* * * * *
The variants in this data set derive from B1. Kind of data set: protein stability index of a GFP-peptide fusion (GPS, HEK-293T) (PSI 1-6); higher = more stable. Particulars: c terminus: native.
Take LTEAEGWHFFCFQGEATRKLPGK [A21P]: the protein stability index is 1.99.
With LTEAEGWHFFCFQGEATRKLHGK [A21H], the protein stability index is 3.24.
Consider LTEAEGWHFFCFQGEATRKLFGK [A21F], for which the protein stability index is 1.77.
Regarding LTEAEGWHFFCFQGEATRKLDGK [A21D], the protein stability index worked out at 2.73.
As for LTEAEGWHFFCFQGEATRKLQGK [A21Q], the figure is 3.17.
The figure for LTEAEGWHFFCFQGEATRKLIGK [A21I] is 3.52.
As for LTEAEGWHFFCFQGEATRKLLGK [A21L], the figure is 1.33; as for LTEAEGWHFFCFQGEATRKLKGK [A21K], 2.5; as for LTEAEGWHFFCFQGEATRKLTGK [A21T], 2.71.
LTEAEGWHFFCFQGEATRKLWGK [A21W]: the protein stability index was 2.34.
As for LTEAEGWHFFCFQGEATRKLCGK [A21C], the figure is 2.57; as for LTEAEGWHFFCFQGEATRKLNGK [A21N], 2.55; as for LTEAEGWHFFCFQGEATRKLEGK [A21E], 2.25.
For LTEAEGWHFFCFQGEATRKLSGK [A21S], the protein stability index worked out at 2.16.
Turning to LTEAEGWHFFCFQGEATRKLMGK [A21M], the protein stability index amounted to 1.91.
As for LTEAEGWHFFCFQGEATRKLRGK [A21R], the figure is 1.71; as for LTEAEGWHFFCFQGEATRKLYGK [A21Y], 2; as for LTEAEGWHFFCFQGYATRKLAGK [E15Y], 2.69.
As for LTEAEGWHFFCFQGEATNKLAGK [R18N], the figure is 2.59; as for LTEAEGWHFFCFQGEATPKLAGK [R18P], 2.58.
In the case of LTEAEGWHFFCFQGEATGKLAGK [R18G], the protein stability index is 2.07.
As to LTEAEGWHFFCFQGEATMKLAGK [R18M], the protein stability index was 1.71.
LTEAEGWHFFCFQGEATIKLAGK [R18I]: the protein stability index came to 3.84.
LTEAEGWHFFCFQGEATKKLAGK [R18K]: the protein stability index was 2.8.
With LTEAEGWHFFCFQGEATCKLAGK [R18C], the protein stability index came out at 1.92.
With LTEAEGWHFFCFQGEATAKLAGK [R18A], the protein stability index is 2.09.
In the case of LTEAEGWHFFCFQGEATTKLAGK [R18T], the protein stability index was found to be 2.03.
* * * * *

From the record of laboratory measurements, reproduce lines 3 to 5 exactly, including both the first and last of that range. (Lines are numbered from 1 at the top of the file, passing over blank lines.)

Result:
With LTEAEGWHFFCFQGEATRKLHGK [A21H], the protein stability index is 3.24.
Consider LTEAEGWHFFCFQGEATRKLFGK [A21F], for which the protein stability index is 1.77.
Regarding LTEAEGWHFFCFQGEATRKLDGK [A21D], the protein stability index worked out at 2.73.